Last week I wrote about two types of fintech strategies. Diverse fintech is the trend for any app serving a specific cause, specific goal, or specific community to sit at the top of the record bank and serve the customer in a more personalized way. Dashboard fintech is the need for consumers to have all their data in a single and large dashboard allowing better insights and decisions.
Either way, there will be potential for consolidation.
Diversified fintech: making decisions
Diverse fintech is looking for new ways to serve new or underserved consumers. Common to consumer fintechs are the need to make underwriting decisions and host a deposit account in the background.
Diverse fintech applications have partnered with innovative small banks or a network of banks and credit unions to be the bank of choice for liquidity holding. A sporadic network of community financial institutions is vulnerable to a large (r) bank that provides a back-end system to access deposit accounts. Some banks, like Cross River Bank (CRB), have become leaders in providing tools and solutions to emerging fintechs and big brands that want to host payment solutions. Some white label platforms, such as Cambr, provide access to the network of community banks and credit unions. CRB aggregates APIs. Cambr aggregates deposit accounts.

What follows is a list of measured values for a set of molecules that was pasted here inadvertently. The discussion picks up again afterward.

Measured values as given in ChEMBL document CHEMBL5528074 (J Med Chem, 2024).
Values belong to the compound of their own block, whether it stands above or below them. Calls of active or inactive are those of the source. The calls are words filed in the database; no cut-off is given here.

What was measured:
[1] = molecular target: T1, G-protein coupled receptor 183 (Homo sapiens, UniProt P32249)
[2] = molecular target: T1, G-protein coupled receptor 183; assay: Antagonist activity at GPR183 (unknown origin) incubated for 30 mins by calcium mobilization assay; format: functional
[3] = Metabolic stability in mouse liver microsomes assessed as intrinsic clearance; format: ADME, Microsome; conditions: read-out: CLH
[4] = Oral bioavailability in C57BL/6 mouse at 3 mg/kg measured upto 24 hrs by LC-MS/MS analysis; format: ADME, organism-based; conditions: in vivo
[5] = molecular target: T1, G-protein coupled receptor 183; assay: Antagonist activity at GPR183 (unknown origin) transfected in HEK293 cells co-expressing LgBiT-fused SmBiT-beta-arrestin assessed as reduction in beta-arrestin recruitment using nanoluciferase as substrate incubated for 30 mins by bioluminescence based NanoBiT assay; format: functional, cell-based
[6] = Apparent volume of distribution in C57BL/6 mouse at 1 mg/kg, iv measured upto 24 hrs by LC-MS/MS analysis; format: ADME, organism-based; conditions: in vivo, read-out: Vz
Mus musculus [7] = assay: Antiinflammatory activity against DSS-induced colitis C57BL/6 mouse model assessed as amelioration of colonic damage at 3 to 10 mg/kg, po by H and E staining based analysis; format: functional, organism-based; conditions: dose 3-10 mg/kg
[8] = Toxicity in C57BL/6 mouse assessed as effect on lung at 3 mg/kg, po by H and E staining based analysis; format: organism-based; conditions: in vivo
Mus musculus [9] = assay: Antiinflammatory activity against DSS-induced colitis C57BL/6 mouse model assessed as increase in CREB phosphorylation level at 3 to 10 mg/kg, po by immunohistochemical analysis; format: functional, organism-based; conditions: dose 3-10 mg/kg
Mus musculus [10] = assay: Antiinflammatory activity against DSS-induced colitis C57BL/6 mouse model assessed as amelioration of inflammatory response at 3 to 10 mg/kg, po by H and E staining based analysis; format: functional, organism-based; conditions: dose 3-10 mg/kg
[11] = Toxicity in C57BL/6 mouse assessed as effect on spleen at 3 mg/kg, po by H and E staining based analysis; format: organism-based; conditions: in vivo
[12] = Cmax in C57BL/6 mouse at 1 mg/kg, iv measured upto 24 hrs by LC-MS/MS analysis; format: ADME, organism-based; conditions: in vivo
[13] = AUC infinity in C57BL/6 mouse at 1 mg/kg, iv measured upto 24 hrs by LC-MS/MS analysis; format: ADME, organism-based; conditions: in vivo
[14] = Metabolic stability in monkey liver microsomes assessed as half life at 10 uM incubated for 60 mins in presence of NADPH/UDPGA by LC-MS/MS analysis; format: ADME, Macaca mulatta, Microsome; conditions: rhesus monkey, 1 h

Any bank that needs or wants name recognition can become the account holder for all the diverse fintech apps on the web.
The other service that all of these diverse fintech applications need is subscription.
Many serve consumers who do not meet typical FICO credit criteria. Therefore, whether based on alternative credit modeling or alternative data, every application or card requires real-time decision making. Right now, there are many (hundreds?) Fintech companies creating subscription engines and there is potential for consolidation here.
Fannie Mae and Freddie Mac offer it to mortgage companies and call it an automated underwriting system (see, AUS). Call it AUS or subscription as a service; no reason for all of these creative startups to need to recreate the wheel when a dynamic service could support all the different approaches.
If banking as a service (BaaS) got its start and gained popularity several years ago, subscription as a service could become a consolidation option.
As the trend towards diverse fintech uses the front-end to serve a myriad of themes, solutions, and communities, the potential for consolidation of the services (drivers) fueling these fintechs will increase.
FinTech dashboard: one app to rule them all
The “dashboard” in the fintech dashboard refers to the visibility now available to consumers through data import and aggregation. Increasingly, these data sources allow you to see all of your financial information in one place.
One issue I wrote about last week in Fintech on Benzinga is the access issue. Consumer data lives in a variety of different places. Unfortunately, the best consumer credit decisions are made when the full financial picture is available. Today, most consumers have this “picture” hosted in separate apps for each service: direct deposit account, high yield savings account, investment account, crypto wallet, student loan, auto loan or payment. , mortgage.